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Marbles that have been repaired through any of a number of methods are not reproductions in the true sense of the word, though a warning about them is appropriate here because they, like fakes and reproductions, are often passed off on to unsuspecting and/or inexperienced collectors.

Polishing and buffing are the two most common methods of repairing damaged marbles. This is usually done to rare marbles that have too much damage (flakes, chips, wear, etc.) to be enjoyed on display. Both methods involve grinding away the surface of the marble; polishing removes a good deal of glass while buffing is more superficial. The method used depends on the depth of the damage present. Polishing is more common on handmade marbles and buffing seems to be done more to machine made marbles. On the former type, the polishing usually removes the pontils though sometimes artificial ones are added. The best method to detect polishing and buffing is to closely examine the marble under magnification. Often, all of the damage is not removed and tiny scars, often crescent shaped, will remain. These scars, along with pits and flakes that may be left behind, will have smoothed edges. Polishing and buffing is not practical for some types of marbles, especially those hand made types that have bands of color on the surface (Indians, Banded Transparents, Clambroths, etc.), while on some machine made marbles the removal of glass from the surface can alter the design or even certain colors. This is most evident on such examples as National Line Rainbos.

Some marbles, particularly larger hand made examples, have deep pits and chips that have been filled with a clear polymer to fill in and disguise the damage. These often go unnoticed by the untrained eye. However, such alteration is fairly easy to detect. First, depending on the size of the filled area, the surface of the repaired area will have a different appearance than the rest of the marble. Often it is uneven or has a dull look as compared to the rest of the marble, or may even have an "orange peel" texture. Most polymers will show up under ultraviolet light, so if a marble that has filled areas is held under a black light, often these areas will glow a bit more than the rest of the marble and the repaired areas really stand out. A final method to detect filling is to prick the marble all over with a pin or needle. The sharp end of the object will sink into any filled spots while the areas of glass will not yield.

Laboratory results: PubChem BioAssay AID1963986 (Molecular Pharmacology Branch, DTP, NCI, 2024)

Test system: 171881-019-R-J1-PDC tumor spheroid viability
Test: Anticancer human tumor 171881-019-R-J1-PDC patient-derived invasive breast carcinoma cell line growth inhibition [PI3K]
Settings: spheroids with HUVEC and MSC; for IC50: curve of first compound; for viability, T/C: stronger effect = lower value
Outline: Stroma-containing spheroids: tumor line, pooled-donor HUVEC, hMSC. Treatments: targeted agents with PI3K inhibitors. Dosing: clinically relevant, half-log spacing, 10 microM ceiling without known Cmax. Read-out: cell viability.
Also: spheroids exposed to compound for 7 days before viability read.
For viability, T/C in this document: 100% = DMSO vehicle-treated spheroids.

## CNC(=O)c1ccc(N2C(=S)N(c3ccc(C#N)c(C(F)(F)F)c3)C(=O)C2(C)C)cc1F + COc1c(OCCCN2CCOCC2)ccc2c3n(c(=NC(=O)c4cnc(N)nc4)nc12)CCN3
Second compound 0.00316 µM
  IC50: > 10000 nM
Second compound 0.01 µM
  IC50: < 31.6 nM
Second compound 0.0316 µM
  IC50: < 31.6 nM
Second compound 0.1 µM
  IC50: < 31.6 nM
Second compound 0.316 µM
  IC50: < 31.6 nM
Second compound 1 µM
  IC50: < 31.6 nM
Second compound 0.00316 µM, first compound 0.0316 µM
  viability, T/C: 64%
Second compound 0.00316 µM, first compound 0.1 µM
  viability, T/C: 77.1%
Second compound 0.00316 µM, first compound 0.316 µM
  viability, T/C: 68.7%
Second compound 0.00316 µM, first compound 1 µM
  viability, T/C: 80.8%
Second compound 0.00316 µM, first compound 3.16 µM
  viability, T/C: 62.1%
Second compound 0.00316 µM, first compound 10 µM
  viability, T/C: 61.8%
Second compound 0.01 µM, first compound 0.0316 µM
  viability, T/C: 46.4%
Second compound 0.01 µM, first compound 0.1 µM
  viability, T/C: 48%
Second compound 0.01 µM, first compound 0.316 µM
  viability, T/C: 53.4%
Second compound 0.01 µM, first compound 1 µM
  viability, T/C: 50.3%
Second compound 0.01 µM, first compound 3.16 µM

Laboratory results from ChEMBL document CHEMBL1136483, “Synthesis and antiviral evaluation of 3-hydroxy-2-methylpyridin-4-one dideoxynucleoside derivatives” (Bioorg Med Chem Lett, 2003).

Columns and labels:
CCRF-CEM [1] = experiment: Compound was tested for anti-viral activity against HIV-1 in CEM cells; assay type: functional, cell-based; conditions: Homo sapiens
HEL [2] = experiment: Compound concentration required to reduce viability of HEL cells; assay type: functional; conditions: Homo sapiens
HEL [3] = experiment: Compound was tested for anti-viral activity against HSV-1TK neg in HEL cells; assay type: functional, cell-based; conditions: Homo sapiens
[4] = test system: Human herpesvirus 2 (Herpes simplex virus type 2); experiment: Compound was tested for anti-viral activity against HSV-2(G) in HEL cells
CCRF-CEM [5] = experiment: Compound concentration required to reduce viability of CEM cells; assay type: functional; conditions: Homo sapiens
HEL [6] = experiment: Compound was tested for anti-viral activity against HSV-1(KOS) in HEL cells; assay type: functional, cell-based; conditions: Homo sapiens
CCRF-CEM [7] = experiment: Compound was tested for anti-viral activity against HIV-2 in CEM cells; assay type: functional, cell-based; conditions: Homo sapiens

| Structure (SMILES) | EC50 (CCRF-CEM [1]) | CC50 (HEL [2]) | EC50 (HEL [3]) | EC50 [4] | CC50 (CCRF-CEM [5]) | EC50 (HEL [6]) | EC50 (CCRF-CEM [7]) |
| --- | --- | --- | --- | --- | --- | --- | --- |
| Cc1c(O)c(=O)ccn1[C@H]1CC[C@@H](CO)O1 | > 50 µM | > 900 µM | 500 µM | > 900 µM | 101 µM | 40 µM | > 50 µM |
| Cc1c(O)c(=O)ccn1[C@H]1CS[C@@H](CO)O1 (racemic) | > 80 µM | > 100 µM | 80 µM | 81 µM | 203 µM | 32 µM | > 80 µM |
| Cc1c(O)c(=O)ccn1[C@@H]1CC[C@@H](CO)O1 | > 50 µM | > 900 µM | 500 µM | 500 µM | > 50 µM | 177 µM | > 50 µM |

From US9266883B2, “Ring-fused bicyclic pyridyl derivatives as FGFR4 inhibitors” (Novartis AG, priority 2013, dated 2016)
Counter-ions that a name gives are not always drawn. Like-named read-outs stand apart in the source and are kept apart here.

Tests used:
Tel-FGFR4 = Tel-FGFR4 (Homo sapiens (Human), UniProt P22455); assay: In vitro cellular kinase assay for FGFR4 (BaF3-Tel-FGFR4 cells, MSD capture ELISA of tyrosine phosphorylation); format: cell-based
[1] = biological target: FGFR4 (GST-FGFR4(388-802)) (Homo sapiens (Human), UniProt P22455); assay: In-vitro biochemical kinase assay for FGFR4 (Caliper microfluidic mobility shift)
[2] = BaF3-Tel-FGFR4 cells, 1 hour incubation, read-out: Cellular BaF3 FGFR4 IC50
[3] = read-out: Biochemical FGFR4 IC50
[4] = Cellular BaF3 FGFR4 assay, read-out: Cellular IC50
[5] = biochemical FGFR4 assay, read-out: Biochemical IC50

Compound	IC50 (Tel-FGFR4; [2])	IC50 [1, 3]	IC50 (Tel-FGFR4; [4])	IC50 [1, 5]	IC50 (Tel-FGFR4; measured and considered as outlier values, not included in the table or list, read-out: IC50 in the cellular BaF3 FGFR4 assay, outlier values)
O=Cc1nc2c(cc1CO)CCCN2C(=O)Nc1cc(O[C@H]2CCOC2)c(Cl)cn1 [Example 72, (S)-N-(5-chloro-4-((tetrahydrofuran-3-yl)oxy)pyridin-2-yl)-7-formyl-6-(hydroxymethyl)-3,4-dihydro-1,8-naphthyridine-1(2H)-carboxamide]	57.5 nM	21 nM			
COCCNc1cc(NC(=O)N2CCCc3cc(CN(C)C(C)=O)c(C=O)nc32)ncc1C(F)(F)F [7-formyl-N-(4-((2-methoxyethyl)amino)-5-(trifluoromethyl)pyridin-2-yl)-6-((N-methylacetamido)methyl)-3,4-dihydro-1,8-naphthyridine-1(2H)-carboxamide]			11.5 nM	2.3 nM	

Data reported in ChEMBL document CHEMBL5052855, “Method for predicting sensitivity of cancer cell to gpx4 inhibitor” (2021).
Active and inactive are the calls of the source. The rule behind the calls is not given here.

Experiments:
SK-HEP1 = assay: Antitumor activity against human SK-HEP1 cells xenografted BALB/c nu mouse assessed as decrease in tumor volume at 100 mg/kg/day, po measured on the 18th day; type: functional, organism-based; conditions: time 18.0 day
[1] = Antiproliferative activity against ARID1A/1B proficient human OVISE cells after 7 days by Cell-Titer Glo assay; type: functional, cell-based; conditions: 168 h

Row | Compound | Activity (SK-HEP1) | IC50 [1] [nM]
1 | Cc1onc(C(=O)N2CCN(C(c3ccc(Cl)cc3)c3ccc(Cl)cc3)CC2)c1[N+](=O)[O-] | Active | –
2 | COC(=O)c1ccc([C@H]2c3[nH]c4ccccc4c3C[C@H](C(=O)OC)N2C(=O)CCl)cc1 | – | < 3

"Cooking" is perhaps the most difficult method of repairing marbles and therefore is not often done, as few have the skills to do this. Such repaired marbles are also the toughest to identify. Cooking actually involves heating the damaged marble to a high enough temperature so that the glass becomes partially molten, allowing such damage as fractures and cracks to "heal." Sometimes the marble is completely altered from its original appearance; such is especially true for expensive oxblood marbles like Leightons. At other times, the original design must not be altered, so the amount of cooking is less severe.

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Polished Handmade Marble---note missing pontil

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Polished Handmade Marble---note missing pontil

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Polished Handmade Marble---note scars

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Buffed Peltier Superboy---note how red has been almost completely removed and turned orange

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"Recooked" Oxblood Marble

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